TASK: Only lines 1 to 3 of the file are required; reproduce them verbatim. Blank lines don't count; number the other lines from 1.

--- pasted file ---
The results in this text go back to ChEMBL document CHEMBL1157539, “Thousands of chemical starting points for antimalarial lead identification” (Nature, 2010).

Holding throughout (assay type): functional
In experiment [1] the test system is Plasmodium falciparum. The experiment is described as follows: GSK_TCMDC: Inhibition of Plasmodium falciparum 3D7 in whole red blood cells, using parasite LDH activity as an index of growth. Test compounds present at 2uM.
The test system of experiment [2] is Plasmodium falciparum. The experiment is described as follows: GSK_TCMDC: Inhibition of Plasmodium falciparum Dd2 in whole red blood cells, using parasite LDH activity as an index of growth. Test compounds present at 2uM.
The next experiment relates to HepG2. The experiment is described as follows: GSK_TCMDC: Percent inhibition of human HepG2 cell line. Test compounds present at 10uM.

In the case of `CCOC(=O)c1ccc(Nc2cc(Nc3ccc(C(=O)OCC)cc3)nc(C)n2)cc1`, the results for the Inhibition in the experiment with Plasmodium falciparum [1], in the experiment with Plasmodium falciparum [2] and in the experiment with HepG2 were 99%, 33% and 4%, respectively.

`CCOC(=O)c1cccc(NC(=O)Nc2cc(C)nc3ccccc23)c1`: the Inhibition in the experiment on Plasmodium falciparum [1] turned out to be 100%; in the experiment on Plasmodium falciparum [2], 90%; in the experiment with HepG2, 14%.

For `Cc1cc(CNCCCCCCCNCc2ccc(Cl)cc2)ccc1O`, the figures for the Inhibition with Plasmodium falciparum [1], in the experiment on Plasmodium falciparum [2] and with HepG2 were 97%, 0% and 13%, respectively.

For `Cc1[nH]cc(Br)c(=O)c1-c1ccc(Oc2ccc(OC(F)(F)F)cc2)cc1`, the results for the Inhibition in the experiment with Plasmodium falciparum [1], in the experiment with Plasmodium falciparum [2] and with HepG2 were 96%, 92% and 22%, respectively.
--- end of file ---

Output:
The results in this text go back to ChEMBL document CHEMBL1157539, “Thousands of chemical starting points for antimalarial lead identification” (Nature, 2010).

Holding throughout (assay type): functional
In experiment [1] the test system is Plasmodium falciparum. The experiment is described as follows: GSK_TCMDC: Inhibition of Plasmodium falciparum 3D7 in whole red blood cells, using parasite LDH activity as an index of growth. Test compounds present at 2uM.